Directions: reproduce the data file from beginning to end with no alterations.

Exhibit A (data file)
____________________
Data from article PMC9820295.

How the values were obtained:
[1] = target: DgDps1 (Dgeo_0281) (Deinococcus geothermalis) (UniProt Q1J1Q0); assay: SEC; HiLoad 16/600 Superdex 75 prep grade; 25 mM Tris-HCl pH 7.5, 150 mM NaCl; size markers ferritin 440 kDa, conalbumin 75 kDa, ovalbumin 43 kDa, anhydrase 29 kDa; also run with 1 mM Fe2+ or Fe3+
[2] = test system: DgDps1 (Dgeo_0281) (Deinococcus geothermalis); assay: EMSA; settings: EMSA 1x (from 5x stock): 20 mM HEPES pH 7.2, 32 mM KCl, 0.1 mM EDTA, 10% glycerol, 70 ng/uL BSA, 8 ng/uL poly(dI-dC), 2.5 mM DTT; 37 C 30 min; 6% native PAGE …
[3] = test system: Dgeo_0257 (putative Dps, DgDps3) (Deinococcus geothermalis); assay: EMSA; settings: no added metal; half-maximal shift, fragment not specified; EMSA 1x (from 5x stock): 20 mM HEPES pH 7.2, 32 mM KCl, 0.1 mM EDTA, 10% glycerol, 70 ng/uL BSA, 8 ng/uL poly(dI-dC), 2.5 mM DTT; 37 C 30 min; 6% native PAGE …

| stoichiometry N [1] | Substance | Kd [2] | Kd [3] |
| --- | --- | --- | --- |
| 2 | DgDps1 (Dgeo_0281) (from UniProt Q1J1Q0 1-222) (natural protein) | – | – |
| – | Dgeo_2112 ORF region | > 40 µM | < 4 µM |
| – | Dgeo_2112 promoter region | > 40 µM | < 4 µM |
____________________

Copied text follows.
Data from article PMC9820295.

How the values were obtained:
[1] = target: DgDps1 (Dgeo_0281) (Deinococcus geothermalis) (UniProt Q1J1Q0); assay: SEC; HiLoad 16/600 Superdex 75 prep grade; 25 mM Tris-HCl pH 7.5, 150 mM NaCl; size markers ferritin 440 kDa, conalbumin 75 kDa, ovalbumin 43 kDa, anhydrase 29 kDa; also run with 1 mM Fe2+ or Fe3+
[2] = test system: DgDps1 (Dgeo_0281) (Deinococcus geothermalis); assay: EMSA; settings: EMSA 1x (from 5x stock): 20 mM HEPES pH 7.2, 32 mM KCl, 0.1 mM EDTA, 10% glycerol, 70 ng/uL BSA, 8 ng/uL poly(dI-dC), 2.5 mM DTT; 37 C 30 min; 6% native PAGE …
[3] = test system: Dgeo_0257 (putative Dps, DgDps3) (Deinococcus geothermalis); assay: EMSA; settings: no added metal; half-maximal shift, fragment not specified; EMSA 1x (from 5x stock): 20 mM HEPES pH 7.2, 32 mM KCl, 0.1 mM EDTA, 10% glycerol, 70 ng/uL BSA, 8 ng/uL poly(dI-dC), 2.5 mM DTT; 37 C 30 min; 6% native PAGE …

| stoichiometry N [1] | Substance | Kd [2] | Kd [3] |
| --- | --- | --- | --- |
| 2 | DgDps1 (Dgeo_0281) (from UniProt Q1J1Q0 1-222) (natural protein) | – | – |
| – | Dgeo_2112 ORF region | > 40 µM | < 4 µM |
| – | Dgeo_2112 promoter region | > 40 µM | < 4 µM |